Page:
Rajoy Optimistic Over Spain’s Future
January 1st, 2013
Following the Spanish Government’s last Council of Ministers meeting of 2012, Prime Minister Mariano Rajoy took stock of his first year in Government, saying “we must persevere in the reforms we have undertaken”, and asked for “comprehension and solidarity” from citizens in order to overcome the economic situation, and stressed that “we will exit this crisis sooner rather than later”. Rajoy explained that to offset the imbalance that existed in the public accounts it was necessary, right from the start, to adopt extraordinary measures that were “painful but fair” in order to reduce the deficit.
However, Rajoy underlined that as a result of approving the Budgetary Stability and Financial Sustainability Act “we have laid the foundations for avoiding the occurrence of a similar situation in the future”.
Together with the emergency measures adopted, Rajoy stated that “the most ambitious and intense agenda of reforms of the last few years has been undertaken in Spain”. Of these, the Prime Minister made particular mention of the restructuring of the financial sector and the labour reform.
Rajoy stressed that the objective of this raft of reforms implemented by the Government is, “to lay the foundations for the stable and sustainable growth of our economy in the future”. In this respect, he said that if these reforms had not been undertaken, “Spain and the Spanish people would now be in a considerably worse situation”. He also said “we still have a very tough year ahead of us, particularly the first half”, since the Spanish economy will remain in recession for some time to come, “although we expect to see an improvement in the second half of 2013″.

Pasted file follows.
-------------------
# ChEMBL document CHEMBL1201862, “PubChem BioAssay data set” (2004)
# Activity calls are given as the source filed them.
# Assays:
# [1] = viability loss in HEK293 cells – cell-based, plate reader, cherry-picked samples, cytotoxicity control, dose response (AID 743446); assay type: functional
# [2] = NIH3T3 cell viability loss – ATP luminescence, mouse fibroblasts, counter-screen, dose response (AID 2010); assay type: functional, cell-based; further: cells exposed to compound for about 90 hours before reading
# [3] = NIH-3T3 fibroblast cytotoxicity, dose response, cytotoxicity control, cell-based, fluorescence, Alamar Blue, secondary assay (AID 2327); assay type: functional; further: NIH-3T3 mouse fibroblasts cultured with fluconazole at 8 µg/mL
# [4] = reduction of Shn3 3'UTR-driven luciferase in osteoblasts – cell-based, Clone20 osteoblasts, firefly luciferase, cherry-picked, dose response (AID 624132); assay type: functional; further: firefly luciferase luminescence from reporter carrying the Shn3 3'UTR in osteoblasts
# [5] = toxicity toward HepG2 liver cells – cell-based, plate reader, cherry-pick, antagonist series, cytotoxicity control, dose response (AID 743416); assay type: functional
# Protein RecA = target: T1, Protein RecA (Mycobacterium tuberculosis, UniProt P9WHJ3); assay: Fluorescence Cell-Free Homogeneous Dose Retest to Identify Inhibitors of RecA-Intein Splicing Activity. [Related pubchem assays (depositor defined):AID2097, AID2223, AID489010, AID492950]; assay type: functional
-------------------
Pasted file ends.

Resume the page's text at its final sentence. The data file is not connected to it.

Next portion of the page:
Rajoy praised Spanish society for the way in which it is facing up to these times of crisis, and particularly acknowledged the sacrifices made by civil servants and pensioners. He called for “comprehension and solidarity” from the people: comprehension to apply measures “that no-one likes but which are essential” and solidarity to “understand that we all need to bear part of the common sacrifice to overcome our problems”.
Rajoy went on to say, “we must avoid everything that distracts us from our two major objectives, of exiting the crisis and creating jobs”. “All our energies must be focused on that which unites us, which makes us stronger, which allows us to resolve our difficulties together”, he said.
In response to questions from the press, the Prime Minister reiterated that the government does not intend to ask the European Central Bank to intervene to purchase bonds on the secondary market, but considers it to be a very useful instrument available to those countries that need it. “At present we have no intention of requesting this but we don’t discount doing so in the future”.
As regards reducing the deficit, Rajoy asserted that “no country has ever been asked to do so much during a situation of recession and with the financing problems that Spain has”, and pointed out that the European Commission will not request additional measures for 2012 and 2013.
Rajoy announced that it is not his intention to raise VAT in 2014 but that this depends on how events unfold. He said he also intends to return Income Tax to its previous rate and hold a debate with the Toledo Pact, at the beginning of the year, on the sustainability of the pension system. “We will hold an open debate on the pension system. We have no intention of further raising the retirement age”, he stressed.
After commenting on a number of other issues, Rajoy went on to announce some of the measures and reforms to be adopted by the Government in 2013, among which he cited those relating to the public administration services and those designed to drive credit towards small- and medium-sized enterprises (SMEs).